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Since then, the United States and the world have gone through vast technological breakthroughs, often in greater haste than the 8 years it took to put a man on the moon. For instance, consumer electronics continue to progress at a staggering speed, particularly with the advent of the iPhone.

The internet burgeoned from a 5 hours monthly dial-up plan with AOL to saturation of broadband in many areas of the world.

Companies like Google continue to harness computing power to create vast databases of information.

Currently, NASA has the Lunar Reconnaisance Orbiter (LRO) circling the moon in advance of a new moon mission by the end of 2020. The LRO is trying to map the entire moon surface (including the notoriously unknown “dark side of the moon”) to determine resources and terrain for the construction of a manned lunar outpost.

Many companies, news sources and blogs (including this one), are commemorating the moon landing with special logos, graphics or other site modifications. It’s just our way of saying “Wow”.

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Aaron Brazell

Aaron Brazell is a Baltimore, MD-based WordPress developer, a co-founder at WP Engine, WordPress core contributor and author. He wrote the book WordPress Bible and has been publishing on the web since 2000. You can follow him on Twitter, on his personal blog and view his photography at The Aperture Filter.

5 thoughts on “Space: The Final Frontier”

  1. Amazing to think what they achieved 40 years ago. It’s a shame the cost of launching into space is still so high. Until a cheap method of launching into space is found, ‘The Final Frontier’ will remain largely unexplored.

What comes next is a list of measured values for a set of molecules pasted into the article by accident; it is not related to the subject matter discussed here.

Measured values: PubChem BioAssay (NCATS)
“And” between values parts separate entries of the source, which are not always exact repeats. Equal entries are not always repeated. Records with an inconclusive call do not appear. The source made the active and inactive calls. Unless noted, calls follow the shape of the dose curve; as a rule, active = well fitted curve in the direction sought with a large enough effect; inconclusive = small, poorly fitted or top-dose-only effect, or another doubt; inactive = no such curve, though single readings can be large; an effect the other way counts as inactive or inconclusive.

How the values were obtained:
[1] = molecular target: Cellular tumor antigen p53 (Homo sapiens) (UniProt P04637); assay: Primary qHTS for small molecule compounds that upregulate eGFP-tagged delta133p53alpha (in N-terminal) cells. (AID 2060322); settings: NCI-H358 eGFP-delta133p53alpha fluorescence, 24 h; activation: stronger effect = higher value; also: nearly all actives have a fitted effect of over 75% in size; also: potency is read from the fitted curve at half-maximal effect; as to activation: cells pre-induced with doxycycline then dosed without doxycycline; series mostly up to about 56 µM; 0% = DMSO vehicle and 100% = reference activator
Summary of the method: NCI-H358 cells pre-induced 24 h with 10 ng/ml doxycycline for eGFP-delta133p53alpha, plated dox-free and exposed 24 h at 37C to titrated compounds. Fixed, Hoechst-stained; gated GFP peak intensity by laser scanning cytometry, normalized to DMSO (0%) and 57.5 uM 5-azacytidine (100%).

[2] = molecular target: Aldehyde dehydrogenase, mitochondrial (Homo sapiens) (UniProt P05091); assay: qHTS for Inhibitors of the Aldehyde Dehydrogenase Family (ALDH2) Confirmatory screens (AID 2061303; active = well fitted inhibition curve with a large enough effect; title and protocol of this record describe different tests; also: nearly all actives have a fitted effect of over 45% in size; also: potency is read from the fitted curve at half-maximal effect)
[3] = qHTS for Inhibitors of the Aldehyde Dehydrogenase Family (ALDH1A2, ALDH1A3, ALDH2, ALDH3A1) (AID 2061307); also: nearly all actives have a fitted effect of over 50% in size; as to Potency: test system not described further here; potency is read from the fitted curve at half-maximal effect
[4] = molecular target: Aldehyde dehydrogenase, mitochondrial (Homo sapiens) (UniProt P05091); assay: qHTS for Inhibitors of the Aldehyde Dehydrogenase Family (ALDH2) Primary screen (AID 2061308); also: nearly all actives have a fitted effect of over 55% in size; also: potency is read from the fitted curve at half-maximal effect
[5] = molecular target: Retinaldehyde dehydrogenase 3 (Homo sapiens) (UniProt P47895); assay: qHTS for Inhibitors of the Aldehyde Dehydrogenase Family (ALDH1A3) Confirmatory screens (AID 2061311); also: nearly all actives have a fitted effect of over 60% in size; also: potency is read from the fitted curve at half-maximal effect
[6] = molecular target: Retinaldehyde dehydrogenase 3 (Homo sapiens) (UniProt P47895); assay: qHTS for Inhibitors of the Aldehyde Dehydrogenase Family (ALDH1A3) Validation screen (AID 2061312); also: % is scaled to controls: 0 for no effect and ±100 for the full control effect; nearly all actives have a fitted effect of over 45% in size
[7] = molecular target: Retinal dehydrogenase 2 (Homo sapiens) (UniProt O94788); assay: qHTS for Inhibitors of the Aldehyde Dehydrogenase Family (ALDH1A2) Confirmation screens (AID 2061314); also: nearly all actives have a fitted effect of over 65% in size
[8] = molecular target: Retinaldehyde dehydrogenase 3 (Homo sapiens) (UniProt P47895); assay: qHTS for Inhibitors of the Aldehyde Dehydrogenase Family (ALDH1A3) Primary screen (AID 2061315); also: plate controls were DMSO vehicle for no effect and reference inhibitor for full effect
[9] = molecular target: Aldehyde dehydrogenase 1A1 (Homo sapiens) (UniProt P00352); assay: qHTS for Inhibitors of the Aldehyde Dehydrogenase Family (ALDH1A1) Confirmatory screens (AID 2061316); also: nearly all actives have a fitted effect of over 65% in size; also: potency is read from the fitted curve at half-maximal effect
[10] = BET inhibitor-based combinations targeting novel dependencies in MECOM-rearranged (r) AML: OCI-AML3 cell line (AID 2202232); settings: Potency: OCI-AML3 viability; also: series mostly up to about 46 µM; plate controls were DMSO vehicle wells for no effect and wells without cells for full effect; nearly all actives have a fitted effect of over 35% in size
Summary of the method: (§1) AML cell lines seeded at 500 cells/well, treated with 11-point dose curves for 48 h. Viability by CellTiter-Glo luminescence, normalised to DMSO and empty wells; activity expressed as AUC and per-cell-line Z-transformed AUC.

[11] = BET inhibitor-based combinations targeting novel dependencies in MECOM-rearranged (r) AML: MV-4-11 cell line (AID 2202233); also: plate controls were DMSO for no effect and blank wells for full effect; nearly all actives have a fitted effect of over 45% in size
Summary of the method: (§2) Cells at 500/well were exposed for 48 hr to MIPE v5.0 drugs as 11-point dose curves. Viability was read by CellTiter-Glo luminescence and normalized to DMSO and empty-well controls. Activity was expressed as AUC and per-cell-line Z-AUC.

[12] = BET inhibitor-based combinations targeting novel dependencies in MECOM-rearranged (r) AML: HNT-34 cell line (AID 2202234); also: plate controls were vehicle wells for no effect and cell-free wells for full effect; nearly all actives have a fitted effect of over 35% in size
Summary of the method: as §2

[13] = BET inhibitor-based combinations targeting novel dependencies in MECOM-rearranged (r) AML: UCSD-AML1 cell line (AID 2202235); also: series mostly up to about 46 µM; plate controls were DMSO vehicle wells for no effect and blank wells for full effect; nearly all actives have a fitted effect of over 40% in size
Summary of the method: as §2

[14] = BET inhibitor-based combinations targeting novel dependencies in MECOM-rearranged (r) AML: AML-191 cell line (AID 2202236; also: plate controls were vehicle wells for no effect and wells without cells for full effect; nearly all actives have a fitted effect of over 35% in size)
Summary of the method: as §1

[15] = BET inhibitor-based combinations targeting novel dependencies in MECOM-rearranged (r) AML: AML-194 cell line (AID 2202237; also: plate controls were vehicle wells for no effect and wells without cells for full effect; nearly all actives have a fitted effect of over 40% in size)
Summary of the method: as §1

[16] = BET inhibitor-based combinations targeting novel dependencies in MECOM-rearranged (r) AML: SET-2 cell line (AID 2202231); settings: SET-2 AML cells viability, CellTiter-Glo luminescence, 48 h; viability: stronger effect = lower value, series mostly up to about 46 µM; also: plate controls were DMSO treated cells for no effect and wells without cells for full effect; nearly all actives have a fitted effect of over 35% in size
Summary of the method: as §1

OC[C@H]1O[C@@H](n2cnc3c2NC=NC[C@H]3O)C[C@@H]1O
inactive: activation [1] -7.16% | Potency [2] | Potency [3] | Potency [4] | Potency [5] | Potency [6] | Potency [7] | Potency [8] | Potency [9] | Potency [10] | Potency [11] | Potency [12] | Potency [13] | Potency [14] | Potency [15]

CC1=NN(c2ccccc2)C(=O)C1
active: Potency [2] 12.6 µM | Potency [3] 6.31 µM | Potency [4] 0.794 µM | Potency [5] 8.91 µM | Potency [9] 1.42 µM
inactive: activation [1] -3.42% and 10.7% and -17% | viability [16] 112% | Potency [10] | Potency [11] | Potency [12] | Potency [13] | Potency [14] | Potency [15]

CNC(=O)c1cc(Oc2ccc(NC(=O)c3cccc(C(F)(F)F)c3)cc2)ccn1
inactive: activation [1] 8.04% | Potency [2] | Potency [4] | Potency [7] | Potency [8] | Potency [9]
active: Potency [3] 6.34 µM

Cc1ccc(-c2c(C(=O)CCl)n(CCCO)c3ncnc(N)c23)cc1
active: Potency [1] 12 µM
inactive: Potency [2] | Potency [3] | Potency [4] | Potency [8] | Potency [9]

2. Neat picture, it is incredible that we were able to accomplish this. If you told someone 200 years ago that we would fly out of the world and land on another planet, they would have said we were NUTS!

  3. The funny thing is that NASA has been a part of our nation’s financial stimulus package for decades.

    Since these early Apollo explorations, NASA and its many contractors have provided research and development in diverse fields of science, engineering and technology and thousands of desirable jobs across all regions of our country.

    Reducing the space program will potentially result in a shift to less technological research being funded and lower paying short term job replacements.

  4. For some of us who grew up with the race to space and watched the landing live the awe we felt remains vivid, and the shuttle launches still revive the excitement of the day. Looking due East we can watch the fiery trail of the launches from Canaveral with The NASA feed on the wide screen continuously through the spacewalks. Commitment to a goal previously unimaginable. The proof that we can.

  5. Very incredible indeed. It is amazing how far civilization has progressed in the past 200 years… From the light bulb, to the automobile, to air conditioning, the computer and beyond. The human brain has accomplished things that have changed life forever technologically.